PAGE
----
But that’s a different issue than the one we were discussing about electronic signatures, which is also a different issue than adhesion contracts. I don’t think that it is possible to resolve the problem of unfair standard form contracts by litigation, I think the European unfair contract terms legislation that has been widely adopted outside the US is a much better approach, it permits the consumer protection administrative agency to create standards for business to follow (see attached discussion of the Australian legislation)

If you think my interpretation is wrong, you should look at the process the banking industry used to allow “electronic” checks. In the first case this meant use of a digital image of the check as a replacement for the check itself, which bound the user, under draconian law, from reneging on the “contract” to pay a bill. When Congress enabled electronic checks, they added a presumption clause that was entirely in the favor of the banks. Basically consumers had very tough road to cross to prove that the bank should not honor their “contract” and be absolved of any liability for their actions. Electronic signature are headed in exactly the same path. Heads the corporation wins, tails the consumer loses.


The concept of the contract of adhesion originated in French civil law, but did not enter American jurisprudence until the Harvard Law Review published an influential article by Edwin W. Patterson in 1919.[2] It was subsequently adopted by the majority of American courts, especially after the Supreme Court of California endorsed adhesion analysis in 1962. See Steven v. Fidelity & Casualty Co., 58 Cal. 2d 862, 882 n.10 (1962) (explaining history of concept).[3]

The special scrutiny given to contracts of adhesion can be performed in a number of ways:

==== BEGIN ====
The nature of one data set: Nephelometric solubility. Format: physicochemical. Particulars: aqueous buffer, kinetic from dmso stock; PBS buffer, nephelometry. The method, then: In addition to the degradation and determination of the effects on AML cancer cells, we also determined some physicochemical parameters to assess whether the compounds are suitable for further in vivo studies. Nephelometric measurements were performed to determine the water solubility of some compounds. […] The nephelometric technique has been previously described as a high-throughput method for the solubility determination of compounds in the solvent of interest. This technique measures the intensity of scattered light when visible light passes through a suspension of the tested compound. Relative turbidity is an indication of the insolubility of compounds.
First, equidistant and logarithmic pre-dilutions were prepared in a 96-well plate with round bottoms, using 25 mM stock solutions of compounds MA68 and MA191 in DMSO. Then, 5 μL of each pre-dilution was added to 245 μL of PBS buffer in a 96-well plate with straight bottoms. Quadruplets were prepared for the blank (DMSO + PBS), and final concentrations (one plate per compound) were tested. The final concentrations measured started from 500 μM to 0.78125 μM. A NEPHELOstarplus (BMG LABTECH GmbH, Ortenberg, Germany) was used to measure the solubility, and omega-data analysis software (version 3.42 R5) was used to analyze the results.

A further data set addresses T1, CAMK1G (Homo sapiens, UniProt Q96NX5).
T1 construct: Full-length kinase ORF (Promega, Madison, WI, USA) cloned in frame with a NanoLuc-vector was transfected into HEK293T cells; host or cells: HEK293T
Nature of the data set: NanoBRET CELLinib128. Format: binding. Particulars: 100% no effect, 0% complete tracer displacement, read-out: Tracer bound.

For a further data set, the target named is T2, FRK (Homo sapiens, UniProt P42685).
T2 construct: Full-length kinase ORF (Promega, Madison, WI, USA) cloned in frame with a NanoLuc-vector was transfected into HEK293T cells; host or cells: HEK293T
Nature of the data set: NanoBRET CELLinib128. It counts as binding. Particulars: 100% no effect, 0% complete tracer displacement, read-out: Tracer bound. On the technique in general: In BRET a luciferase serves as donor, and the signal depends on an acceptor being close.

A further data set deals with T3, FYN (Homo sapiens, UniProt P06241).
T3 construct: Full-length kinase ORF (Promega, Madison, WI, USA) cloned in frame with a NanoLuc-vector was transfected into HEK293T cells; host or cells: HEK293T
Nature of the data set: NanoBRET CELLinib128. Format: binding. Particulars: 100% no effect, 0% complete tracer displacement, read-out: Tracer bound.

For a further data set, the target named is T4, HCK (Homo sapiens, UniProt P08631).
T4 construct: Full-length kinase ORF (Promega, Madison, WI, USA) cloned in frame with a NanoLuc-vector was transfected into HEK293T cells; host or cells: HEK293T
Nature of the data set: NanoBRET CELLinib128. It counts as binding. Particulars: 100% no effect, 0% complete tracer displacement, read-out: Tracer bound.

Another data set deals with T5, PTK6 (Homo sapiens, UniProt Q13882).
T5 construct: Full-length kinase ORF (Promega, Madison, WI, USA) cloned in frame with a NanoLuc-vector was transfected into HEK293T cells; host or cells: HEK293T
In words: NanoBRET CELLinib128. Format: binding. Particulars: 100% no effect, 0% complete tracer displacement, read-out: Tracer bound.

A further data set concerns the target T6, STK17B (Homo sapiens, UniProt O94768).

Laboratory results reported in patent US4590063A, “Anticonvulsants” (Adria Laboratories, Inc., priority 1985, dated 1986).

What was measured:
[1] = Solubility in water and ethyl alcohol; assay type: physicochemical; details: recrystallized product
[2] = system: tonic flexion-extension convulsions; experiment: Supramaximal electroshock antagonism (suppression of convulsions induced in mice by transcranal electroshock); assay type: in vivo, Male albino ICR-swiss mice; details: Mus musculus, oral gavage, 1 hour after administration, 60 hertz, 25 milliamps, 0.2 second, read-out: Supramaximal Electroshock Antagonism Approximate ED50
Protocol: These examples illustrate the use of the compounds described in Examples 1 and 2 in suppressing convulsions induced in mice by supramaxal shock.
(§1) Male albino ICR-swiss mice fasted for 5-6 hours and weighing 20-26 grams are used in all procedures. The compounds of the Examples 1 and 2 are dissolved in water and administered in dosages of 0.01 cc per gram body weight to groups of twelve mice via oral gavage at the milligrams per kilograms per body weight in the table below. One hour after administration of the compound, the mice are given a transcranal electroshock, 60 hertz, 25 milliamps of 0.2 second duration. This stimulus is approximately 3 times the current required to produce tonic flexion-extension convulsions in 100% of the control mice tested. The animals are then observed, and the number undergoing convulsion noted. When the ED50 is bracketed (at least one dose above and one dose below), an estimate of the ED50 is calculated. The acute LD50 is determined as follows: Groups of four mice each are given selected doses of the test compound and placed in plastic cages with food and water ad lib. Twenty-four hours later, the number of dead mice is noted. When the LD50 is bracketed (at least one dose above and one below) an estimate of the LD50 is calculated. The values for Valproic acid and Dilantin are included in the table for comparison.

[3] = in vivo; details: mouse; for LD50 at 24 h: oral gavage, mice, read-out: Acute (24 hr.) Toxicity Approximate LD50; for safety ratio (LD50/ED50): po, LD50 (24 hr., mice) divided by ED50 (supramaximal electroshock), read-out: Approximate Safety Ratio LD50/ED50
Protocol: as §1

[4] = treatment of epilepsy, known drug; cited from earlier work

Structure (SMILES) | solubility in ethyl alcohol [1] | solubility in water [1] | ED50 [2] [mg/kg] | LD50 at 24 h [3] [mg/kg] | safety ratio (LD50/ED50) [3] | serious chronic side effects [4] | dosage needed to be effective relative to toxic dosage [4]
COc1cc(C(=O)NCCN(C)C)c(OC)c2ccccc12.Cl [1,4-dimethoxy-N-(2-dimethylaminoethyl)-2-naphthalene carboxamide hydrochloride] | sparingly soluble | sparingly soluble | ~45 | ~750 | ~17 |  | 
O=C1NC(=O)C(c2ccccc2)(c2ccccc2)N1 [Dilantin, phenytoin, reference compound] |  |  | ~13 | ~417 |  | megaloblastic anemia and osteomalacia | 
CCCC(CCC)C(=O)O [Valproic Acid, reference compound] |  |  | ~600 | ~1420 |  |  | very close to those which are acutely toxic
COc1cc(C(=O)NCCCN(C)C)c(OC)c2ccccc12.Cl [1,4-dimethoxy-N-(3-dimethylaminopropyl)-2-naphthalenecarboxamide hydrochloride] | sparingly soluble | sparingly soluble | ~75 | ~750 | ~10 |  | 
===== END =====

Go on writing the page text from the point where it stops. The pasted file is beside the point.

• If the term was outside of the reasonable expectations of the person who did not write the contract, and if the parties were contracting on an unequal basis, then it will not be enforceable. The reasonable expectation is assessed objectively, looking at the prominence of the term, the purpose of the term and the circumstances surrounding acceptance of the contract.
  • Section 211 of the American Law Institute's Restatement (Second) of Contracts, which has persuasive though non-binding force in courts, provides:
Where the other party has reason to believe that the party manifesting such assent would not do so if he knew that the writing contained a particular term, the term is not part of the agreement.
This is a subjective test focusing on the mind of the seller and has been adopted by only a few state courts.
  • The doctrine of unconscionability is a fact-specific doctrine arising from equitable principles. Unconscionability in standard form contracts usually arises where there is an "absence of meaningful choice on the part of one party due to one-sided contract provisions, together with terms which are so oppressive that no reasonable person would make them and no fair and honest person would accept them."


  1. Sapna Maheshwari, Giving up Data Privacy with a Sigh, Not Informed Consent. New York Times (2018-1225) p B1 ff
  2. Patterson, E., The Delivery of a Life-Insurance Policy, 33 Harvard Law Review, 198 (1919); see also Friedrich Kessler, Contracts of Adhesion — Some Thoughts About Freedom of Contract, 43 Colum. L. Rev. 629 (1943).
  3. Steven v. Fidelity & Casualty Co. (1962) 58 C2d 862